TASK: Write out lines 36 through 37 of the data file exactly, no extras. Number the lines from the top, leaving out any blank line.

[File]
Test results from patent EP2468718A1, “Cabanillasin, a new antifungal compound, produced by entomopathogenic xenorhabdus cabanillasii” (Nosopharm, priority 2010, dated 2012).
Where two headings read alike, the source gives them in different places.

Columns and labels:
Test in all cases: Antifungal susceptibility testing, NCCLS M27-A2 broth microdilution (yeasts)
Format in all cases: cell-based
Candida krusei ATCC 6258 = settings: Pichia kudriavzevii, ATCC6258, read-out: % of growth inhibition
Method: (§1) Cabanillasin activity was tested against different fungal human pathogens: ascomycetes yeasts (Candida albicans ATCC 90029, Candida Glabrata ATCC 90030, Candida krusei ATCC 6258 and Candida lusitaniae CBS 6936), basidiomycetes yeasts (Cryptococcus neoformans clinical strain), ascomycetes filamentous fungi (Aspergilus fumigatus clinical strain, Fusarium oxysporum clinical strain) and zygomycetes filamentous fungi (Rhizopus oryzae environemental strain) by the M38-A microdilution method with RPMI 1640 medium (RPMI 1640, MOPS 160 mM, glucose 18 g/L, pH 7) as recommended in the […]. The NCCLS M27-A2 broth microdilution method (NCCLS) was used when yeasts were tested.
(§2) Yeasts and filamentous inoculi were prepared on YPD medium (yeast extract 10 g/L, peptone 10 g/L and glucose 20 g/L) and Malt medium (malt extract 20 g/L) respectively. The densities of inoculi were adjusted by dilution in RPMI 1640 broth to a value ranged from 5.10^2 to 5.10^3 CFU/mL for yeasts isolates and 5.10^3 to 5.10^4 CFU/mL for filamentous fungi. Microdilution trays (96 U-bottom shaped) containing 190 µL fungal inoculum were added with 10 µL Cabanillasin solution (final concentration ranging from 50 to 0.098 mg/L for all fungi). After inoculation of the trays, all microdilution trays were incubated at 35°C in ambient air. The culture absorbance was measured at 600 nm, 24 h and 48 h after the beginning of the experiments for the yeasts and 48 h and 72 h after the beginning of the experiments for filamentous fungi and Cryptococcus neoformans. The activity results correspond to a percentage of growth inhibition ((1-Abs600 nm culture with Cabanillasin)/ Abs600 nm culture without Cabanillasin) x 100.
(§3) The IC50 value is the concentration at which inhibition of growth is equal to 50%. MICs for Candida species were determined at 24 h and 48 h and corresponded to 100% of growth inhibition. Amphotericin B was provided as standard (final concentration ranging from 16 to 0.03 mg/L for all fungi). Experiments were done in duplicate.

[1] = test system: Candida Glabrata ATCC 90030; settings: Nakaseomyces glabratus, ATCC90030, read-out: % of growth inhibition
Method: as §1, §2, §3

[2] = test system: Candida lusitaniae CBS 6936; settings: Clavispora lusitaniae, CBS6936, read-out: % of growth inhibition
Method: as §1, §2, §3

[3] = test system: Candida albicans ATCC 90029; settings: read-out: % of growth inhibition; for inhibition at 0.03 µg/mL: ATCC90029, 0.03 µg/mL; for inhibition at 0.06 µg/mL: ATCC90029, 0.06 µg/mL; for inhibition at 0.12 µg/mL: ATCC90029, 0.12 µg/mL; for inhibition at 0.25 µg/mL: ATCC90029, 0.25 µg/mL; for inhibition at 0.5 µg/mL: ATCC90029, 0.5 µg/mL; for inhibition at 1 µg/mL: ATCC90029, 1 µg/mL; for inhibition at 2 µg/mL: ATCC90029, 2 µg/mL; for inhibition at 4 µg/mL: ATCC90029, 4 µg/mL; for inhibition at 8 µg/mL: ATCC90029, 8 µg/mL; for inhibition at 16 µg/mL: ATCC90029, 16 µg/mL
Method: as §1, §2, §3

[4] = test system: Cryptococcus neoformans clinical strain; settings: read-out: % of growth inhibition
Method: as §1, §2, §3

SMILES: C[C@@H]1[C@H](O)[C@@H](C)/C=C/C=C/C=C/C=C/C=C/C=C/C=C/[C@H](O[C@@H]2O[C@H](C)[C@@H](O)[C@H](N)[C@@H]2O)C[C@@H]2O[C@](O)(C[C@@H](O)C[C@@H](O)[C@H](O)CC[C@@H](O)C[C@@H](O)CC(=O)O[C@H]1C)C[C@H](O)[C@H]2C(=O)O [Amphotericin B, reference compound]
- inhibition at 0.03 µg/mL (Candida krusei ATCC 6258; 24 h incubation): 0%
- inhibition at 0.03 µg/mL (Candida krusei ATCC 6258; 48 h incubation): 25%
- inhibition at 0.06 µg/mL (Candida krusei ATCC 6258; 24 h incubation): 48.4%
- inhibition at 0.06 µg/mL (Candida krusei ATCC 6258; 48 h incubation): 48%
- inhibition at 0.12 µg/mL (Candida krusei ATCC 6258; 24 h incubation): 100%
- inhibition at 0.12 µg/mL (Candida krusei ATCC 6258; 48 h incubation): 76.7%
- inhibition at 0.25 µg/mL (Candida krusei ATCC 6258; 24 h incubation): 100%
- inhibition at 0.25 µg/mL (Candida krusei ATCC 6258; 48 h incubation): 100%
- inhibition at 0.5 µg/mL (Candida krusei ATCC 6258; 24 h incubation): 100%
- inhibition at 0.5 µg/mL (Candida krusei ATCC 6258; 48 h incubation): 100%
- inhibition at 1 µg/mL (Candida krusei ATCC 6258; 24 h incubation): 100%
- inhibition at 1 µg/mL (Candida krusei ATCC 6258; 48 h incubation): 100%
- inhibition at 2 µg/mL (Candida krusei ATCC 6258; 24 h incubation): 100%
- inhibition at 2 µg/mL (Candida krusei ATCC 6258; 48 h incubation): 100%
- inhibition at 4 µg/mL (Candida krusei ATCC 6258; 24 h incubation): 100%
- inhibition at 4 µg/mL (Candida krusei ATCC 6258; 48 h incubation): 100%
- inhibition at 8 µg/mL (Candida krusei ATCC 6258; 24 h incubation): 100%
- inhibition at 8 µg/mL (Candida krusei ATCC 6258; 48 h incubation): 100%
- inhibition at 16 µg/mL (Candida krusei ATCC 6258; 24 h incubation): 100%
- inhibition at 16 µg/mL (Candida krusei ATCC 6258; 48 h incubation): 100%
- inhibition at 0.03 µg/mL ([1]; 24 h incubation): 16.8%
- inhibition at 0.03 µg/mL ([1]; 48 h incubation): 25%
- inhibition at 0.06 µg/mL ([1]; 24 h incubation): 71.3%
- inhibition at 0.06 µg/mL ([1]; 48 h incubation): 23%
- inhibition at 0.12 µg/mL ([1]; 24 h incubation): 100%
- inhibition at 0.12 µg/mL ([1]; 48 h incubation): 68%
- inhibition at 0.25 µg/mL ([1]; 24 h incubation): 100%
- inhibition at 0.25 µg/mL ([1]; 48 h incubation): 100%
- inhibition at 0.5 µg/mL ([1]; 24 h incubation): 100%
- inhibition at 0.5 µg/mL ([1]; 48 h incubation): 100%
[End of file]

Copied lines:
- inhibition at 8 µg/mL (Candida krusei ATCC 6258; 48 h incubation): 100%
- inhibition at 16 µg/mL (Candida krusei ATCC 6258; 24 h incubation): 100%